This weekend, the NDP is meeting in Edmonton to decide their direction moving forward. Eugene Levy once complained about filming a season of SCTV in Edmonton because "It's Edmonton." While I'm sure it's a great city, this is a party who is dreading at the Big E. The election of the past year saw an early lead blown, notable key members of the party lose their seats in the House of Commons, and a third place finish for Tom Mulcair's rookie federal election run.
As the NDP head to the Gateway to the North, it's time to begin paving the highway towards the future. The next election is going to be a lot tougher than this one. On the left, you'll have current Prime Minister Justin Trudeau, standing at one term down and that charming smile that will age like wine. On the right, you don't know what yet. But get the notion they won't have someone or a rebranding complete by then out of your head.
One thing that occurred during the election was that the party's identity was questioned.
The Conservatives are forced into a rebranding, as Stephen Harper stepped down after losing the October election. The Harper era ended some 300 km from Edmonton when he gave his concession speech on election night. How fitting in one province that the death of one government could spark not just the Noltey NDP rebirth but on a federal level.
There are a few questions that a delegate should ask themselves before deciding how to approach the future. First, are you sure that this next 2019 election is one worth battling for? The Liberals could very well botch their mandate and lose public support and blowback from past Conservative scandals could haunt them, but the highway here is more a dirt road/trail through the woods at night. Basically, is the urge there to focus on 2019 to win it or just get your numbers back up?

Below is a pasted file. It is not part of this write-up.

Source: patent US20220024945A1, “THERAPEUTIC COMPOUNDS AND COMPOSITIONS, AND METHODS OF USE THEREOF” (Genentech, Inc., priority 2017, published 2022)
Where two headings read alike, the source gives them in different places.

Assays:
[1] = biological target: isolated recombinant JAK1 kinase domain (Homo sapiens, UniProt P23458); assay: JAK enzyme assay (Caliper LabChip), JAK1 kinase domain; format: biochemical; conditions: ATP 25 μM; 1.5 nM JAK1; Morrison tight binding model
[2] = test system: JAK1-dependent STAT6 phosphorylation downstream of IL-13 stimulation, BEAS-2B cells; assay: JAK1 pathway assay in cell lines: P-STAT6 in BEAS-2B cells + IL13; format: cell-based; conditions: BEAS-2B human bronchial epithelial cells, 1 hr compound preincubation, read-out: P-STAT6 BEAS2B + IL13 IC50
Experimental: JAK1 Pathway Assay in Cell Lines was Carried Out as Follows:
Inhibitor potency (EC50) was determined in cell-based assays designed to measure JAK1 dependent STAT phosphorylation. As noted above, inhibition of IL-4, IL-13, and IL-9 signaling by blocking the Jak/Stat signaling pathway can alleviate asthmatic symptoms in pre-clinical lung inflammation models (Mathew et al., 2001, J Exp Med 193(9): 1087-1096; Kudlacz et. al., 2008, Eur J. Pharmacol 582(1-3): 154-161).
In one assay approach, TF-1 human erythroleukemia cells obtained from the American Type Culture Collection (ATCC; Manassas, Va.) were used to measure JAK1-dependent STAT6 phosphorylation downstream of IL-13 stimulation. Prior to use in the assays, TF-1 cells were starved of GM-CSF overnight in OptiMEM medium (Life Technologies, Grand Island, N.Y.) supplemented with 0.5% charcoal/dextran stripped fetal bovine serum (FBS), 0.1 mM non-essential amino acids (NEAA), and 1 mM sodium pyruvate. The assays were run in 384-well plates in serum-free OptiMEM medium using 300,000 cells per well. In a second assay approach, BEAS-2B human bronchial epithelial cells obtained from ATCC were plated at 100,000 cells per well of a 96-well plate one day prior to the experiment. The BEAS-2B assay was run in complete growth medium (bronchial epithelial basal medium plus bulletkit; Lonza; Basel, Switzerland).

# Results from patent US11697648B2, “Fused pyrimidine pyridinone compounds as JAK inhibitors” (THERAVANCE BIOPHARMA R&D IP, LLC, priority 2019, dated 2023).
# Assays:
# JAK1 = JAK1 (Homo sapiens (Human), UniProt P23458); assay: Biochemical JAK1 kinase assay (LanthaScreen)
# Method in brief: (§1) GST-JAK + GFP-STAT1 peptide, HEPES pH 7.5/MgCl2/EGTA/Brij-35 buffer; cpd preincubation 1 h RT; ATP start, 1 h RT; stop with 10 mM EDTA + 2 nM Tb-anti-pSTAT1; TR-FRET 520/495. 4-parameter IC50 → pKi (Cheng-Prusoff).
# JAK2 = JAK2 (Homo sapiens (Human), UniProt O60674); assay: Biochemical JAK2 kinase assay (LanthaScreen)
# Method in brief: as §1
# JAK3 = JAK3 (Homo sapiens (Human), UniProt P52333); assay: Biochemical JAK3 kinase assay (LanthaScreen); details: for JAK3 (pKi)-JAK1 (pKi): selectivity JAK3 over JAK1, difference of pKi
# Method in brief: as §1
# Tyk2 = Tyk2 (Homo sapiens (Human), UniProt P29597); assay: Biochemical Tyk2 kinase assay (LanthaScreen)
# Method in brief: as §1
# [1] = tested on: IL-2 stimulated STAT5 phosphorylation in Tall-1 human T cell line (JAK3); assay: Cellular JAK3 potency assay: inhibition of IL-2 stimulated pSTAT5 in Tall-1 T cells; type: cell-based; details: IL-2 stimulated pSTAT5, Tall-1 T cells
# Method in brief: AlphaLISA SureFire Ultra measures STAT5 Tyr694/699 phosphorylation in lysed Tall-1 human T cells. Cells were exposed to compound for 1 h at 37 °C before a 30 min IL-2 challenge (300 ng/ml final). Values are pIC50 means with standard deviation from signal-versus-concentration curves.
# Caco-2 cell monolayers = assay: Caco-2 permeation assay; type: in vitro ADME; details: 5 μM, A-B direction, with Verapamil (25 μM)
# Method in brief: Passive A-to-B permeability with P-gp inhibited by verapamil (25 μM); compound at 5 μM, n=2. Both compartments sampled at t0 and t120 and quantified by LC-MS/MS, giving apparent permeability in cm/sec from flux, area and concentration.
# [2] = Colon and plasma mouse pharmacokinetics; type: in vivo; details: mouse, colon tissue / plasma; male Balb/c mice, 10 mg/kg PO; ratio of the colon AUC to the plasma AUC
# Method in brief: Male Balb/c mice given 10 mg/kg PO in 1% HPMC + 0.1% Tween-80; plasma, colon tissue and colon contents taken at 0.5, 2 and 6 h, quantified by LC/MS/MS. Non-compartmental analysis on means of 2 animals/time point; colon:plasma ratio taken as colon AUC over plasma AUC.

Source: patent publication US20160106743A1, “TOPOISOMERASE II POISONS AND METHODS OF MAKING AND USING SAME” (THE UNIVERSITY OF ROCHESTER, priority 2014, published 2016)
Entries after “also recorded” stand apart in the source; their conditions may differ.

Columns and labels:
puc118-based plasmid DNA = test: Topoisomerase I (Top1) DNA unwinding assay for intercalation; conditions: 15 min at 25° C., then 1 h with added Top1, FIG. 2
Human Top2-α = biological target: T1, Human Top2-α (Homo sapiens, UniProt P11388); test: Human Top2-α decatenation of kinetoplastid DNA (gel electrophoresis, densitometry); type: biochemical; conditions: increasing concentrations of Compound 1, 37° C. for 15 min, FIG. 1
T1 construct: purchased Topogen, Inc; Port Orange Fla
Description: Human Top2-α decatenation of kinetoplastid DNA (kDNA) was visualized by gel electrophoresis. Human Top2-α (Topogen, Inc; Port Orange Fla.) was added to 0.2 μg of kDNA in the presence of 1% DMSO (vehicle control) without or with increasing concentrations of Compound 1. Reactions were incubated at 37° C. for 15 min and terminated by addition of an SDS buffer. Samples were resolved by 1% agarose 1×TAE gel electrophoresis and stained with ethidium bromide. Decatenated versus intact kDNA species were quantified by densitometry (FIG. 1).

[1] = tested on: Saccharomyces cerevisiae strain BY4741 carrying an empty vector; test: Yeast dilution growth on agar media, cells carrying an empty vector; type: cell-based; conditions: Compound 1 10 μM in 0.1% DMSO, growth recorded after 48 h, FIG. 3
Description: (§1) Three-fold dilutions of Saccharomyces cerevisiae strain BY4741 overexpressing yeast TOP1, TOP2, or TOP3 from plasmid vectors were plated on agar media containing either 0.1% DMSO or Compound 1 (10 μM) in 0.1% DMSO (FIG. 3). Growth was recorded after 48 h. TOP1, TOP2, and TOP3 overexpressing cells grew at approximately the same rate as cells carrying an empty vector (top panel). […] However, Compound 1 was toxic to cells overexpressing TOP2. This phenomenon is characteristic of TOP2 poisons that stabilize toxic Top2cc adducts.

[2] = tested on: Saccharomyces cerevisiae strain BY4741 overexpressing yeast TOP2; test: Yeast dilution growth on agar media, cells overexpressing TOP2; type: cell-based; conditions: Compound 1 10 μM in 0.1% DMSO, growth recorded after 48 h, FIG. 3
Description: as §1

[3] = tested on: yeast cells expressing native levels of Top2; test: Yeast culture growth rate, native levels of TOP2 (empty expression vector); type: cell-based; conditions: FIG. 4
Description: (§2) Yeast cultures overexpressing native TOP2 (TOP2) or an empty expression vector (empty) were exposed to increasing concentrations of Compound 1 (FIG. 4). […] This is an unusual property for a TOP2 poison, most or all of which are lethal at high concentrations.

One thing that occurred during the election was that the party's identity was questioned. Where do they stand? On the right or left of Liberals? Are they too far left or moving towards the centre? It became so dizzying that it felt like the party was a teenager going through phases to try and fit in. Problem was and still is, you don't know if it's the true NDP or not and just hope they'd find their own path. They need an on-ramp to the highway.
So if you answer "no, we're writing off 2019," you have to ask when do you start the rebranding? I've written about Mulcair and the NDP in the past and after being a dipper my entire voting life, had a bad feeling about the election that was a year and a half away. I wasn't sold on him as a leader who had that prime minister vibe.
He is in fact a great Member of Parliament, well-versed in issues I'm completely ignorant to and has done quite well for himself in the House of Commons. But after the election loss, I'm not exactly back-tracking on my original prediction. As much as I've grown to respect him and what he's done for this country, I still don't believe he's the leader to take into an election.
There's a very reasonable for keeping Mulcair at the head of party. Take your time vetting a group of stand-out candidates new and old and have them build the new direction of the party. The highways congested right now anyway so there's no need to rush. Have Mulcair advise and lend a hand in the transition. Identify a pool of candidates and in a year or two have a leadership convention. Find your Trudeau. The fresh face that defines the new brand and can garner media attention just for being someone different. It worked for the Liberals.
I really do wish the NDP figure out where they are headed, even if they delay the torch passing a while. At least if you give it a good, honest shot in the next election, you have a shot at power again. But the Conservatives are deep in the trenches cackling and crunching numbers as they calculate their own makeover. The difference between them and Liberals is there's no other "right leaning party" for them to flock to. And it wasn't so much a Conservative loss but Harper's, as mentioned.
The NDP is idling right now in a roundabout. After this weekend, we'll know what highway they're taking when they leave Edmonton. Because it's Edmonton.
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